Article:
Reading “Sister Language” I realized how important it is to have a language to explore psychosis, how our mind is at the mercy of voices uttered by the body. For the first time in my life, I could confidently say that a book had improved the quality of my existence without exaggeration. I could explore my mind and its abnormalities through language, a feat that had seemed impossible just a couple months prior. In the words of the late Christina Baillie, I found new solace. It was through her that I decided to further educate myself and perhaps try to speak of my mental states more openly.

It’s hard to describe psychoses to one who has never experienced it. I remember the only time I started opening up about my perception of the color red, and my friend was so dismissive that I decided to never share such information with a friend again. It took me years to understand it was ok to share these words, that there were millions of us, some like me, were just more functioning than others and therefore less frequently, “Diagnosed.” It’s hard to describe “delusions” to people who have never had them before.,that when difficult to convey the utter internalized logic of a delusion, that when I say I once walked the street assured that a passersby thought I was a murderer, it was not a “doubt” but a deeply internalized truth of my psychological existence at the time.

I started seeking more art on Psychosis, watching movies, going out for plays. I started learning more about myself, so maybe I could reach out and perhaps teach some others. I remember being in an immersive theatre experience at The Theatre Centre called, “Here are the fragments,” and during the main psychotic character’s “formal-thought-disorder” style soliloquy at the constructed “Street” in the theater space, I had a mental breakdown. I sat down on a prop bed frame and wept till I was sated. I realized a certain truth about my psychoses from that play that became apparent after delving deep into the inherent philosophies of theater and cinema.

I find theater acts on psychosis to posit a paradox in its very premise, since every act of theater induces a certain psychosis in the audience. The audience does not exist, there is only an act torn from the audience, and every interruption from the audience is strictly prohibited. the audience cannot answer the actor’s questions. Should an actress decide to smoke, the audience may smell that smoke, but be forbidden to cough. Theater embodies a certain psychosis that is even stranger for the actors, who are to act as if the audience does not exist. In every theater act the audience participates in mock psychosis; since the actors are visually at an arm’s length, but mentally intangible to the audience, and the audience poses a visual break in the reality of the play to the actors. Theater in itself is the greatest body horror experience one can attend. the horror of being imperceptibly bodied, and unreachable. Theater of Psychosis imposes these temporary psychoses on its audience while re-enacting psychotic cases such as the formal thought it simply fails to convey psychosis, since psychosis is built into its very foundation. Irony, where the play fails to convey. More often than not, Schizophrenia is used in Cinema to reveal a plot twist: The subjective narrative of the majority of the narrative is suddenly crumbled by sudden objectivity that reveals the audience had been fed the delusional narrative of the protagonist while the “objective” world carries on, void of drama or suspense. We can see how certain films with schizophrenic protagonists have gained great critical acclaim, they create “interesting characters” whose actors and actresses are immortalized: Psycho, A Woman under the influence, The Shining, Shine and even best picture Oscar winners such as One Flew Over The Cuckoo’s Nest and A Beautiful Mind. Such films follow an absolutely “Neurotypical Narrative,” with the psychotic character as the outlier. They normalize the delusions and psychosis by situating them in the “normal” frame of a neurotypical narrative. The story is told by a “normal” mind while the psychosis is hidden in the mind of the protagonist.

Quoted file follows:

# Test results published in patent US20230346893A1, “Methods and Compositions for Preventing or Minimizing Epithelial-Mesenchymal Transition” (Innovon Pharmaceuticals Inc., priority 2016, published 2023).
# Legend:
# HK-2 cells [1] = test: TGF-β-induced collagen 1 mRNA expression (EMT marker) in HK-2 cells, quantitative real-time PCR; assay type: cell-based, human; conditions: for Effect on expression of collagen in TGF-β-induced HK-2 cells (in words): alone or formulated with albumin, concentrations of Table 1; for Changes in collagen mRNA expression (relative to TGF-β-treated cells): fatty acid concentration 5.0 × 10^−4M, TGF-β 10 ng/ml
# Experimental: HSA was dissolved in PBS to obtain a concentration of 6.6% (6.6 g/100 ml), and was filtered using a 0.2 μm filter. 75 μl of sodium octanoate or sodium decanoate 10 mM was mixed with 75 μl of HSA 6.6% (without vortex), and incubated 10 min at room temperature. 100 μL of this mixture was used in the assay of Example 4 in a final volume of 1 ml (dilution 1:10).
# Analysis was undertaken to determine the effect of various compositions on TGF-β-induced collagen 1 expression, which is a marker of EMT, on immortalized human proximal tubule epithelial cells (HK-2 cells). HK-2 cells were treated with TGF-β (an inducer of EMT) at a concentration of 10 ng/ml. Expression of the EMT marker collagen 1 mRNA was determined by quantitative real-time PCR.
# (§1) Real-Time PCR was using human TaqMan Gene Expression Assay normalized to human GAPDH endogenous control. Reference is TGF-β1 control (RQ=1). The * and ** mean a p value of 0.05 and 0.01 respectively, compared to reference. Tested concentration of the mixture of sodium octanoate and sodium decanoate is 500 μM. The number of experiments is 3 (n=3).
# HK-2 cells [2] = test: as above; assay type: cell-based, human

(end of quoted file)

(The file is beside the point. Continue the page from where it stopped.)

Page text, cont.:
However, there is a second approach to psychosis in cinema. Lesser known films such as Clean, Shaven have used a wide array of cinematic tricks to invoke psychosis in the very narrative; where the audience is the outlier and the whole story is told from a schizophrenic mind.

After watching Clean, Shaven I realized that for me, Psychosis begins when mind-body equilibrium is broken. As groundbreaking as Clean, Shaven is, it’s yet another movie where “mental illness” equals “Dangerous,” where a neurotypical mind can explore psychosis as “Escapism” and come out of the experience more afraid of the mentally ill. We don’t have to dig deep into arthouse cinema to find examples of dangerous depictions of psychosis. 2019’s Oscar winning Joker was a film that tried very hard to give a voice to mental illness (and as we find out later in the movie as a twist; Psychotic delusions are at play). However, as much as we lack compassion towards the mentally ill in our media, it’s an entirely different problem where we create compassionate narratives towards mental illness rippling into spectacular violence.

Arguably, Joker did well in its depiction of how little help the mentally ill receive from their society, yet it managed to encode toxic masculinity in its romantically lovelorn protagonist who creates chaos since he has not felt loved.

As a cinephile, movies have always informed me the most about my own consciousness, but when I started digging deeper into such matters I realized how we’re in dire need of informative films on Psychosis, where a psychotic protagonist is no longer “dangerous,” is no longer a serial killer. After years of digging into my consciousness and seeking a mirror in Cinema to see myself, I realized we still lack compassion towards the mentally ill. We are fed incorrect depictions of our mentally ill and we grow up not knowing ourselves as a result.

It took me a decade of active exploration to scratch the very surface of my “abnormal” mind, but perhaps when a blockbuster depicts psychosis in a way that is educational and helpful to all those affected, we can all co-exist with more empathy and respect towards mental illness. Mental illness doesn’t equal danger. Know that all we need is a little bit of your patience and your kindness to survive just another day!